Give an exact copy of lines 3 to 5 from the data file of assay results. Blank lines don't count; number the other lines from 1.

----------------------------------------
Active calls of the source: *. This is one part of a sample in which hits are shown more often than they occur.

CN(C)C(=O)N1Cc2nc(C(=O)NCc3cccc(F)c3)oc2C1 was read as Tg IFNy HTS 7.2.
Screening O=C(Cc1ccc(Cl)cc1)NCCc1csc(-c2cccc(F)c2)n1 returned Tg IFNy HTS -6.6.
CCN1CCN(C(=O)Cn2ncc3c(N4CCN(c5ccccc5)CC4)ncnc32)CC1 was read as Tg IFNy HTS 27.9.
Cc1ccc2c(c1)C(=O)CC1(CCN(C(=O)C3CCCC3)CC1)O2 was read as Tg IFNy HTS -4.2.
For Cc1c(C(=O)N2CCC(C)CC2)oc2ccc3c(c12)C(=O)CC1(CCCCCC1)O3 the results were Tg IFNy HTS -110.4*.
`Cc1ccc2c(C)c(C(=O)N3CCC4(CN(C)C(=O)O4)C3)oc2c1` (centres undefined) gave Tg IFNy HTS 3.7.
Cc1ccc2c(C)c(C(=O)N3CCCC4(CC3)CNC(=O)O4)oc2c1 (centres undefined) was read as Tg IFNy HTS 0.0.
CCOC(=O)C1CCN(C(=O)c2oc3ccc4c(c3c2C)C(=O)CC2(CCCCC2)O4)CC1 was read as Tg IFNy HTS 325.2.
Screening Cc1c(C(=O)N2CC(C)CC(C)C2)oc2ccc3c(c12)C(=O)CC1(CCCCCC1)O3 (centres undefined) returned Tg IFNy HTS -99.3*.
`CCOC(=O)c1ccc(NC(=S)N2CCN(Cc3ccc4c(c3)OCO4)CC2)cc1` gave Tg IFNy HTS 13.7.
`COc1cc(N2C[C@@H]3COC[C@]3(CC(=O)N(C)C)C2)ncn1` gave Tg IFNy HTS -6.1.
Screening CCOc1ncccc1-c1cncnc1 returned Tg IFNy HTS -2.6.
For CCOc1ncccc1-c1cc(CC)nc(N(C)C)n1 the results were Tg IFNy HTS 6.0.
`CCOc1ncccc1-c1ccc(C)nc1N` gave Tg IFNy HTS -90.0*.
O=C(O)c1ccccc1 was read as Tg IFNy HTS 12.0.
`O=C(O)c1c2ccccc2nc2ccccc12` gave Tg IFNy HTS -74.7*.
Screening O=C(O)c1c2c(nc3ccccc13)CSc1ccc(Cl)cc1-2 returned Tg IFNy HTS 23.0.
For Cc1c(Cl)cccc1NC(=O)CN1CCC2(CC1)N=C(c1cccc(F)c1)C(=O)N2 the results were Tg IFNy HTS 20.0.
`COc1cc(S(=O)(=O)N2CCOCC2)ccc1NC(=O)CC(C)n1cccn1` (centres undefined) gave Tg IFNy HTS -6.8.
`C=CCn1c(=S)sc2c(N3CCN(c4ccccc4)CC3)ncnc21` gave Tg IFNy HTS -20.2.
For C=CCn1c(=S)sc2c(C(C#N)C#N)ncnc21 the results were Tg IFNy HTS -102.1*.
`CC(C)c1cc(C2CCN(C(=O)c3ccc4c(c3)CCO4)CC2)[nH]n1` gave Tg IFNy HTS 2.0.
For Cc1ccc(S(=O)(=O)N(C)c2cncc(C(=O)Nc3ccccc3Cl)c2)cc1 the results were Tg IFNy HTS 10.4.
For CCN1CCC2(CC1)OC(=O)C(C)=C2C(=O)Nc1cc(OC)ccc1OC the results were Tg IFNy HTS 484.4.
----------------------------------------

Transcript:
Screening O=C(Cc1ccc(Cl)cc1)NCCc1csc(-c2cccc(F)c2)n1 returned Tg IFNy HTS -6.6.
CCN1CCN(C(=O)Cn2ncc3c(N4CCN(c5ccccc5)CC4)ncnc32)CC1 was read as Tg IFNy HTS 27.9.
Cc1ccc2c(c1)C(=O)CC1(CCN(C(=O)C3CCCC3)CC1)O2 was read as Tg IFNy HTS -4.2.